Under the Social Security Act, every individual who is under a disability is entitled to disability insurance benefits. 42 U.S.C. §423(a)(1).

         To be considered disabled under the Act and therefore entitled to benefits, a plaintiff must demonstrate that he or she is unable to work after a date specified “by reason of any medically determinable physical or mental impairment which can be expected to result in death or which has lasted or can be expected to last for a continuous period of not less than 12 months.” 42 U.S.C. §423(d)(1)(A). Such impairment or impairments must be “of such severity that he is not only unable to do his previous work but cannot, considering his age, education, and work experience, engage in any other kind of substantial gainful work which exists in the national economy.” 42 U.S.C. §423(d)(2)(A); 20 C.F.R. §§404.1520(c), 416.920(c) (requiring that the impairment “significantly limit[] ... physical or mental ability to do basic work activities” to be considered “severe”).[3]

         There is a familiar five-step analysis used to determine if a person is disabled. See 20 C.F.R. §§404.1520, 416.920. In the Second Circuit, the test is described as follows:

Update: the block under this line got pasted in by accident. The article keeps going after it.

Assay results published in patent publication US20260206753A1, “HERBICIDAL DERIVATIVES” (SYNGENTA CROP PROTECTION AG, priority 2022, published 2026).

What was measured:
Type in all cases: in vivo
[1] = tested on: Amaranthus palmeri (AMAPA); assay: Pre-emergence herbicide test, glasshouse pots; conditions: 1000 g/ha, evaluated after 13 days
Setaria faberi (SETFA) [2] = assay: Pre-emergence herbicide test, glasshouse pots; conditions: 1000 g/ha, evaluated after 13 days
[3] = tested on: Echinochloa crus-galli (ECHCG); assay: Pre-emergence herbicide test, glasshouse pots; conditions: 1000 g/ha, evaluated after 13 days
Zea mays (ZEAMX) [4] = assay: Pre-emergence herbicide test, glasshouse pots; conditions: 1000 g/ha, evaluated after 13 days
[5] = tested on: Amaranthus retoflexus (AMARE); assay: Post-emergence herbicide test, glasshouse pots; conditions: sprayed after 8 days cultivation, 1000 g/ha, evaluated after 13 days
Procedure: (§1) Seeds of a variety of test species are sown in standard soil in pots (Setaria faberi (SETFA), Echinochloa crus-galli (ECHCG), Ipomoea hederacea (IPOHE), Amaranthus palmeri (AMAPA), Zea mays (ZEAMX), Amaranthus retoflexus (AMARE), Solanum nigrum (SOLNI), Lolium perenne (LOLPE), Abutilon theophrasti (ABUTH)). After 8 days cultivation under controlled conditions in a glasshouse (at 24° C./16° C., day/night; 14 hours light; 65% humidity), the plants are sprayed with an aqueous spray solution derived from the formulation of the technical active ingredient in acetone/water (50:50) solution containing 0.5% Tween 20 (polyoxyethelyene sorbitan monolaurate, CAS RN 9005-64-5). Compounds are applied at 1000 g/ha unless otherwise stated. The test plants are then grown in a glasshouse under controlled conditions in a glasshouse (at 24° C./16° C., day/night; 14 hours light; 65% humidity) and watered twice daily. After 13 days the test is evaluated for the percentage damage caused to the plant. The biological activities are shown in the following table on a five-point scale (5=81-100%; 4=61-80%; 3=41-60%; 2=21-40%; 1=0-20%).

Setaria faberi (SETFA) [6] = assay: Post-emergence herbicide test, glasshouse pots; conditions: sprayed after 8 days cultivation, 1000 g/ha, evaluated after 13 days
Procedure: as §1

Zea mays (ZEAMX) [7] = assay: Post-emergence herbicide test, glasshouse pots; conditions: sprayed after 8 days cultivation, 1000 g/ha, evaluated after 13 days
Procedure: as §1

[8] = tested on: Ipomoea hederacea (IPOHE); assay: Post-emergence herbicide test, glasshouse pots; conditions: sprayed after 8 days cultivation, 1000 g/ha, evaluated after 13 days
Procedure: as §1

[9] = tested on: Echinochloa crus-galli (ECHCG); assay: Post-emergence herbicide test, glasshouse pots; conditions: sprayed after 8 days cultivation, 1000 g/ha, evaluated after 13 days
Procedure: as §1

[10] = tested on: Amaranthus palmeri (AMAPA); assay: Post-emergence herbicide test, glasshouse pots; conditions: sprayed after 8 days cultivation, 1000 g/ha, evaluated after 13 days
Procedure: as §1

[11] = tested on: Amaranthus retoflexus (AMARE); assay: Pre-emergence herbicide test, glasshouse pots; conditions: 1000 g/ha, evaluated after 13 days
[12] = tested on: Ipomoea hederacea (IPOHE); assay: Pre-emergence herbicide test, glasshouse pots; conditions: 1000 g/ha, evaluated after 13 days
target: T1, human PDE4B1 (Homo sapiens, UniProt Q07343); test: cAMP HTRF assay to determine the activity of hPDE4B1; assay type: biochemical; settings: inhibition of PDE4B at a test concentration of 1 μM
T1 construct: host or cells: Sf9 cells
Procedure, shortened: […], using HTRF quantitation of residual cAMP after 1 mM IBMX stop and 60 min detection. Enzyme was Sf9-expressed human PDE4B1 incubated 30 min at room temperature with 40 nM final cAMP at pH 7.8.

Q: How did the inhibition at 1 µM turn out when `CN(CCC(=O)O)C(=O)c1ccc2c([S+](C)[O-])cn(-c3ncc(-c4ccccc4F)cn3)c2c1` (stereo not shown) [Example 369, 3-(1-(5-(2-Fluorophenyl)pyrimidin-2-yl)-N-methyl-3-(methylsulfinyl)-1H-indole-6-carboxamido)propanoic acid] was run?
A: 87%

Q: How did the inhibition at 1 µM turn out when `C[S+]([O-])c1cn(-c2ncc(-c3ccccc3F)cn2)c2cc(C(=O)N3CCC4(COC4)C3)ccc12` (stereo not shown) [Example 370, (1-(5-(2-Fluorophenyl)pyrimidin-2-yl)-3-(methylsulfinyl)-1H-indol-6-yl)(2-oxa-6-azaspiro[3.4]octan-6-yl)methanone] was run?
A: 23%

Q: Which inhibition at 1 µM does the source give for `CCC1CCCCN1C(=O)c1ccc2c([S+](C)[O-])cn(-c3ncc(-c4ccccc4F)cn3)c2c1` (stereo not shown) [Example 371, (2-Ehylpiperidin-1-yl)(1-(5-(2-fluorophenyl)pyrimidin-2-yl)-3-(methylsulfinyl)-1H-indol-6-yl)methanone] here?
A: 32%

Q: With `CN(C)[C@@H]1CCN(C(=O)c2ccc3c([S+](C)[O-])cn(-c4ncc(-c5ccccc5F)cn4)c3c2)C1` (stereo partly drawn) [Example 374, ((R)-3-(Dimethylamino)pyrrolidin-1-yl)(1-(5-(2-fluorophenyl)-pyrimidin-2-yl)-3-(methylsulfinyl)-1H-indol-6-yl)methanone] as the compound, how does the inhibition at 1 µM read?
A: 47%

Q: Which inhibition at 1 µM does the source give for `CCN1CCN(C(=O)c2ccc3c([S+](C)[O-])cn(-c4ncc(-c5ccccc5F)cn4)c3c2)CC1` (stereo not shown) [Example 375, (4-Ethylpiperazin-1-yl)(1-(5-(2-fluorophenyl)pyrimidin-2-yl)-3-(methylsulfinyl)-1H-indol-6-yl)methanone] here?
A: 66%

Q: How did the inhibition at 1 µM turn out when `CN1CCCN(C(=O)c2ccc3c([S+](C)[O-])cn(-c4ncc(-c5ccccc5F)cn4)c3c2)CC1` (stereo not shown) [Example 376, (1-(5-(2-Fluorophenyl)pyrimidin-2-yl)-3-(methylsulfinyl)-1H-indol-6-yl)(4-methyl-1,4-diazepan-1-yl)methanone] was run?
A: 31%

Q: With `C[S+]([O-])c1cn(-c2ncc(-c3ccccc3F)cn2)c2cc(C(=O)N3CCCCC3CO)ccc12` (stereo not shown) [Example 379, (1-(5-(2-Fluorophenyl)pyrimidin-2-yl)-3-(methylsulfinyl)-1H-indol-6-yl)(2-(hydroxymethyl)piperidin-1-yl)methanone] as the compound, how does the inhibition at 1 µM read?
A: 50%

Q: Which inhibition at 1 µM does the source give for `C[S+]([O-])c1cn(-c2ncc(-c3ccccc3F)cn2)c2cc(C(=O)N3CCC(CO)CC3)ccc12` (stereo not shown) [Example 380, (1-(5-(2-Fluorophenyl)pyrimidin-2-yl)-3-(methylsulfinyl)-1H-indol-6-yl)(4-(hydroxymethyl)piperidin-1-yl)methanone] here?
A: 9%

First, the Secretary considers whether the claimant is currently engaged in substantial gainful activity. If he is not, the Secretary next considers whether the claimant has a “severe impairment” which significantly limits his physical or mental ability to do basic work activities. If the claimant suffers such an impairment, the third inquiry is whether, based solely on medical evidence, the claimant has an impairment which is listed in Appendix 1 of the regulations. If the claimant has such an impairment, the Secretary will consider him disabled without considering vocational factors such as age, education, and work experience; the Secretary presumes that a claimant who is afflicted with a “listed” impairment is unable to perform substantial gainful activity.